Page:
There are those that consider him to be weirdness incarnate... but it's hard to think of a more high-percentage approach for a fighter with his particular freakish physical gifts, and it's something which has led to shockingly consistent results.

David: Romero is more convulsion than conduct. He’s the third round of punctuated equilibrium. The tooth and claw of natural oppression. With his hulking physique, he’s able to roam around the cage like a dinosaur with thermal camouflage. Like a fortress with legs, fighting him is more like strategizing for a siege than attempting an attack.

Romero isn’t a classic slow starter. But he’s at his best during the fight ‘passage’ - growing comfortable as the fight progresses, developing a rhythm before the epilogue. It’s no surprise that his struggles occurred when opponents came straight at him, like Derek Brunson and Feijao. But even then, he has good timing on his punches, even better timing on that knee, and he’s a grizzly bear in the clinch. Just pure Zangief. And nobody has an FADC ultra like him.

Phil: Bobby Knuckles represents one of the next generation of strikers in the style pioneered by fighters like John Makdessi, and later adopted by Johnny-Come-Latelys like McGregor and Holloway. It emphasizes movement, high-pace boxing, and quick, snapping kicks which lean more on the TKD than the Muay Thai side. Footspeed allows the fighter to pivot off and snuff takedowns from wrestlers, and the volume allows them to drown Muay Thai leg kick stylists. It's a good style!

Whittaker has simply beautiful takedown defense and is very hard to hit to the head, but has been a bit easier to hit to the legs and body. However, in general his pace has meant that those who try to commit there normally find themselves dealing with his leaping hook and a blizzard of combination punches.

The questions of the fight are essentially clear: can Whittaker pressure Romero enough to hurt him or wear him down before Romero's Limit Break is charged up? Can Whittaker survive the Limit Break if Romero manages to get it off?

David: The difference between Whittaker and Holloway, McGregor, or Makdessi is that Whittaker has a stronger appreciation for boxing’s catalogue in MMA. His mechanics are crisp, almost effortless. He throws with just the right amount of power and speed, and all of his assets are strengthened by his movement. He has a strong understanding of angles, and positioning, which makes his shot selection elite. His 42 percent significant strike accuracy isn’t subject to regression anytime soon. His ability to setup combinations off his jab, and his kicks set him up to be one of the best midrange fighters in the sport, cutting off distance (usually to pressure) with economy.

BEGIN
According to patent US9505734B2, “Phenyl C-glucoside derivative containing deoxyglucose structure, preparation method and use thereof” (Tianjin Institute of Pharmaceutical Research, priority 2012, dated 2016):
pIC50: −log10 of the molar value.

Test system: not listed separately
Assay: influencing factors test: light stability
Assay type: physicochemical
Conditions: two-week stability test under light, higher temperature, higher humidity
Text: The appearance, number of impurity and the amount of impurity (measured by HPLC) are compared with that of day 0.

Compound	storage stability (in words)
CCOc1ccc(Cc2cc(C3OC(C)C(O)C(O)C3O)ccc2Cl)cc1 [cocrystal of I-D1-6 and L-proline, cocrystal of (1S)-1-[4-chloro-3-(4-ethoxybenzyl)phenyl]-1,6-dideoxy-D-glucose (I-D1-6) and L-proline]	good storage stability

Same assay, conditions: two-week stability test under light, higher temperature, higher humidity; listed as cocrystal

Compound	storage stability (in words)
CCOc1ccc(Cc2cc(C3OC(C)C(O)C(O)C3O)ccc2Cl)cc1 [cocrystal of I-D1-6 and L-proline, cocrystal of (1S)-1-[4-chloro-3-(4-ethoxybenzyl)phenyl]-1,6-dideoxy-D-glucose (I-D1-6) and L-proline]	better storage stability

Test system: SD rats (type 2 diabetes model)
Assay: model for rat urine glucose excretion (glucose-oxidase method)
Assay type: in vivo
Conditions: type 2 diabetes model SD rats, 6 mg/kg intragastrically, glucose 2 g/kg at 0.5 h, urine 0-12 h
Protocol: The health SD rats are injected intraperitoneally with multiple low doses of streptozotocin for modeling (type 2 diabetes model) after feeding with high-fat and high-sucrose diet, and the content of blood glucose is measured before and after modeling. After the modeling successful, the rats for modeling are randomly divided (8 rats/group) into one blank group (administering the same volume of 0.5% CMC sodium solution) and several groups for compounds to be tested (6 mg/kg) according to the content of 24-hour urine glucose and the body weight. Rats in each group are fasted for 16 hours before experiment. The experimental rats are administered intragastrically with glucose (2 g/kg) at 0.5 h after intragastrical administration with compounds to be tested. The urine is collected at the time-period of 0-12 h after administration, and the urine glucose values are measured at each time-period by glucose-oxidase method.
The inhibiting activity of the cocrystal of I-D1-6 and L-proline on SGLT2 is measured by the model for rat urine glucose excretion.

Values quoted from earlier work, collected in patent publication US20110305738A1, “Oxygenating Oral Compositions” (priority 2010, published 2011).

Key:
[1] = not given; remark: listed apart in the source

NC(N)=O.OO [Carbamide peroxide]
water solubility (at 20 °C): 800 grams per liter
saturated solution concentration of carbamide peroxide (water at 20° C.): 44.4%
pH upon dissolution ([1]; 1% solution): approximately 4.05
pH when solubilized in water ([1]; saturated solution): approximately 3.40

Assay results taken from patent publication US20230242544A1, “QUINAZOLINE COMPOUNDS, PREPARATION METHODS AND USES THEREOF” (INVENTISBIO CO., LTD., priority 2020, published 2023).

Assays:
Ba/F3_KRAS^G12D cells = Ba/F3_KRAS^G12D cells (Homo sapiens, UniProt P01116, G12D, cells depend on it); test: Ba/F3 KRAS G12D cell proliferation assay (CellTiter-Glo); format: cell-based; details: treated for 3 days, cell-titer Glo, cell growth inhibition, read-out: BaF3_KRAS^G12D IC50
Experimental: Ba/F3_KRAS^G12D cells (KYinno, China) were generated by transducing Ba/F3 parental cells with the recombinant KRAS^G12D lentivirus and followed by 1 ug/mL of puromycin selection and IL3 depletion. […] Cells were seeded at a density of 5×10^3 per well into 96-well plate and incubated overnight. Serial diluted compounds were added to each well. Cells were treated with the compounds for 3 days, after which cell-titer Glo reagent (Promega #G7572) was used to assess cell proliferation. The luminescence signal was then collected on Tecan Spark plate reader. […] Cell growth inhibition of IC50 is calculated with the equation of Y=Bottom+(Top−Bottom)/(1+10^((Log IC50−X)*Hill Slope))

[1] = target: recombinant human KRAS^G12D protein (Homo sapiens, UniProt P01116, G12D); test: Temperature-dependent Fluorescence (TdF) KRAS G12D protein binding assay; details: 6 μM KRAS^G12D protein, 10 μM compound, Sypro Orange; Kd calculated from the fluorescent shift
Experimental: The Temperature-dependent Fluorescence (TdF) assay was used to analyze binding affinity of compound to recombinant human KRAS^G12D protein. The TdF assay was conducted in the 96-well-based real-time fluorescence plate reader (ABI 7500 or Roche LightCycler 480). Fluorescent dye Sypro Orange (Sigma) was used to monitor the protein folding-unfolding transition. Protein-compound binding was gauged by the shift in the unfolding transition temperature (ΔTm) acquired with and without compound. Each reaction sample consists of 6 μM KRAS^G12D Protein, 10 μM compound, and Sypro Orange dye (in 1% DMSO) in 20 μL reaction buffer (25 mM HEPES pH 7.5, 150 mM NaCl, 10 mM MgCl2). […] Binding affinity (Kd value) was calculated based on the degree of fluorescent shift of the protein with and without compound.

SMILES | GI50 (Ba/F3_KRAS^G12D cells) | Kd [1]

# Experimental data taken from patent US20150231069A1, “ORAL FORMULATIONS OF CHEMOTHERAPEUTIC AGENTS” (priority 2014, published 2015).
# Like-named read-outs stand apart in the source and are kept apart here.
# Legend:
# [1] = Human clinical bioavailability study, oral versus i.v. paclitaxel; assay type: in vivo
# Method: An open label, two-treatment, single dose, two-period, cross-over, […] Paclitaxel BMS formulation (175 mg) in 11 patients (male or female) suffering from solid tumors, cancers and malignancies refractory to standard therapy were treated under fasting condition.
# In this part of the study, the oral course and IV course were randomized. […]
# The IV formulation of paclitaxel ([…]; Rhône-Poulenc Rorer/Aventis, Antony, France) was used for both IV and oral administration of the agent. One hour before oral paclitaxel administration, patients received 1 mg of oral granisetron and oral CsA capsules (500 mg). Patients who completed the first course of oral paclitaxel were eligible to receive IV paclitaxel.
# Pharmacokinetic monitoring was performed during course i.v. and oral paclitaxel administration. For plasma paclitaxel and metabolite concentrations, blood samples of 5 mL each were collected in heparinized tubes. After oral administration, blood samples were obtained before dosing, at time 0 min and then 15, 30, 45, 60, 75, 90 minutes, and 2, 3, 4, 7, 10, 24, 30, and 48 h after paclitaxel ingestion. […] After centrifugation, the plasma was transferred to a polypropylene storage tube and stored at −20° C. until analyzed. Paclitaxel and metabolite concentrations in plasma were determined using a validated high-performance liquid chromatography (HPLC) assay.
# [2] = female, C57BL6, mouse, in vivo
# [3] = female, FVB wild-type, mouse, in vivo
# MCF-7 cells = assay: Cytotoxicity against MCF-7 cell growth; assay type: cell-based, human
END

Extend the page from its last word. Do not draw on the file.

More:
Insight from past fights?

MMA: UFC 194-Souza vs Romero Gary A. Vasquez-USA TODAY Sports

Phil: Both men have great defense to the head, both men have been a lot easier to hit to the legs and body. Take Weidman/Romero, for example. Weidman blew his tank and eventually gave Romero the reads necessary to hit a brutal flying knee by going for takedowns, but the majority of his effective offense was in snap and round kicks to the body. The same is true of Kennedy against Romero. On the other hand, Whittaker was able to effectively pressure Hall and Natal, but he took a decent amount of damage from kicks on the way in. Thus, I think a big key to the fight may be about who gets their kick game rolling early, whether it's Romero's calf kick and southpaw liver strike, or that snapping high which Whittaker can use as double duty to shelve Romero's cross.

David: Brunson is nothing like Whittaker stylistically. But they are similar philosophically. Romero is not a guy you can bullrush, but he is a guy who is weaker fighting backwards (even if it’s not some sort of essential flaw). If Whittaker can pressure and select aggressively, he can neutralize Romero long enough to build the advantage on the scorecard.


Phil: Yoel's age seemed like it might be something to bring up, but after looking at the open workouts his physical well-being seems like a slightly pointless thing to question.

David: The grappling will be the x-factor. Whittaker has enough movement to make it difficult for Romero to close the distance. He doesn’t, however, have the strength. So if Whittaker can make it hard on Romero, that will pay dividends even if 3rd round Yoel is historically devastating.


Phil: This is one of the best fights in the sport at the moment, an absolutely fascinating clash between two men at the top of their games. I keep going back and forth. Screw it. Give me pace and durability to make the difference over sudden, shocking strikes from heaven. Robert Whittaker by TKO, round 4.

David: You just convinced me. Strikes from heaven beat pace and durability. Every time. Yoel Romero by TKO, round 3.